Picture this – a cow gulps down a carry bag discarded in a field. The bag is white and looks like plastic. But don’t worry about it killing the cow. It actually does – nothing! Find out why.
The partial or total ban on plastic bags in several Indian cities is often lauded as a welcome move by most people. As it should be! But if you ask those who cannot afford alternatives like cloth bags (or forget to bring them to the market) – using just hands to carry eggs and vegetables home can be a juggling act. It was this problem faced by ordinary citizens that disturbed Ashwath Hegde, a Mangalore-born but now Qatar-based NRI entrepreneur.
“The Mangalore City Corporation implemented a ban on the manufacture, sale, and distribution of plastic bags in the year 2012. But the decision was taken without preparations for alternatives. People were concerned about how they would carry products from the market now. Everyone cannot afford a bag worth Rs. 5 or Rs. 15 to carry a kilogram of sugar. I decided to come up with alternatives after hearing about these problems in my hometown,” says the 25-year-old.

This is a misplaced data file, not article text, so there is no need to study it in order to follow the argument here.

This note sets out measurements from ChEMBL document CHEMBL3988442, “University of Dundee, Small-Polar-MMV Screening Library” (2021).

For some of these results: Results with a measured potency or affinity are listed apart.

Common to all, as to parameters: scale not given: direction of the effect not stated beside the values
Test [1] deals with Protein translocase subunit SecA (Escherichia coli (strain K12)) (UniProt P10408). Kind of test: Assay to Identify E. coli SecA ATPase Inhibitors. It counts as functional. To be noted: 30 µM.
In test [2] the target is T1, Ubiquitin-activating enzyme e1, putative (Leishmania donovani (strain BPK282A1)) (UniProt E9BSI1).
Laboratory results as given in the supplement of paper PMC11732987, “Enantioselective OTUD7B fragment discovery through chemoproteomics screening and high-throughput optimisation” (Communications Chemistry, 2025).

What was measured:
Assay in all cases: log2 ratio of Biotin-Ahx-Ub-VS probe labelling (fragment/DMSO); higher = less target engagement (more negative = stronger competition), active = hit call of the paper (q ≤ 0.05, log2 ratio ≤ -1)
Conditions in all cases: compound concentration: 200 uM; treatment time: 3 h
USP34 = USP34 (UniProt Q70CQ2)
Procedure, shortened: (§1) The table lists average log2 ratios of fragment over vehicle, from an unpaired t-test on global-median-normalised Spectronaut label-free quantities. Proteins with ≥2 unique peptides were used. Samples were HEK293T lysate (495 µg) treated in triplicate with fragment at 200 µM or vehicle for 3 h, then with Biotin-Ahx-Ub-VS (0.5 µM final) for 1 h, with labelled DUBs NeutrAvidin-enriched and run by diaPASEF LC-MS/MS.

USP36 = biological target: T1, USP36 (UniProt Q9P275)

After researching the problem for about four years, Ashwath founded EnviGreen – a company that produces 100% organic, biodegradable, and eco-friendly bags.